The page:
The case against a blanket minimum age of employment

Category: children's work| United Nations

1 Feb 2016

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The OpenDemocracy platform, on its Beyond Trafficking and Slavery pages, features an Open Letter endorsed by ‘over 50 leading academics, human rights practitioners, and advocates in the area of children and youth labour’. The letter urges the United Nations Committee on the Convention on the Rights of the Child ‘to avoid binding the proposed ‘General Comment on the Rights of Adolescents’ to the ILO Minimum Age Convention (No. 138) or the minimum age standards set out in that convention.’

The Open Letter also usefully rehearses the various arguments in the children’s work debate. This includes the main arguments commonly used by advocates of the minimum age of employment set out in ILO Convention No. 138, and the counterarguments. It also helpfully discusses some areas of conceptual confusion common to many a children’s work discussion, such as the problematic distinction between ‘children’s work’ and ‘child labour’. Lastly, whilst the signatories of the Open Letter are critical of the ILO Minimum Age Convention, they are in supportive of another ILO Convention: No 182 on the worst forms of child labour – provided that the full range of children’s rights is respected ‘including their protective rights such as their right to education as well as their participative rights such as their right to information, their right to participate in decisions that affect them, and their right to organize, among others. In addition, they also stress that ‘any application of ILO 182 in practice would need to take into consideration the local contexts where children work to ensure that children’s best interests are always served.’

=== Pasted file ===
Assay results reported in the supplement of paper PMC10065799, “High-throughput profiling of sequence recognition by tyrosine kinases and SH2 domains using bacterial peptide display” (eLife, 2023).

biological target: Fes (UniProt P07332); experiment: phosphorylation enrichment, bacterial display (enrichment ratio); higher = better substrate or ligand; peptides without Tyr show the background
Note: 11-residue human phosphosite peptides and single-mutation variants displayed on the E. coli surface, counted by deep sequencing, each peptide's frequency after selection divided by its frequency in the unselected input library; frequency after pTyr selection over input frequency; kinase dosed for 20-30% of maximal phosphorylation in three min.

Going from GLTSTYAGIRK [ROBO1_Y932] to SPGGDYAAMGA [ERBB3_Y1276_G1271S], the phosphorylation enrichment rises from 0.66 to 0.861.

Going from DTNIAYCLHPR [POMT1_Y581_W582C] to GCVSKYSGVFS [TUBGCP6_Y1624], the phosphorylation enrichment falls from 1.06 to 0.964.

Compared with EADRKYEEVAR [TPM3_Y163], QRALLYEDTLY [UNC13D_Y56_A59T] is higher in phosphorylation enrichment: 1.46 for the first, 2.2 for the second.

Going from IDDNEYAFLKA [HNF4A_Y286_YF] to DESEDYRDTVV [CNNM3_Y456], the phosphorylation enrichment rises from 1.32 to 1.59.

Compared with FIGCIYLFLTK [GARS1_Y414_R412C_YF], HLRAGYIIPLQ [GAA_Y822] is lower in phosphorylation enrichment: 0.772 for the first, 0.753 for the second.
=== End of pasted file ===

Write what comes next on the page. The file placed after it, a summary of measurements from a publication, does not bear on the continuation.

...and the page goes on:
See HERE for the full text of the Open Letter.

posted by Roy Huijsmans

 

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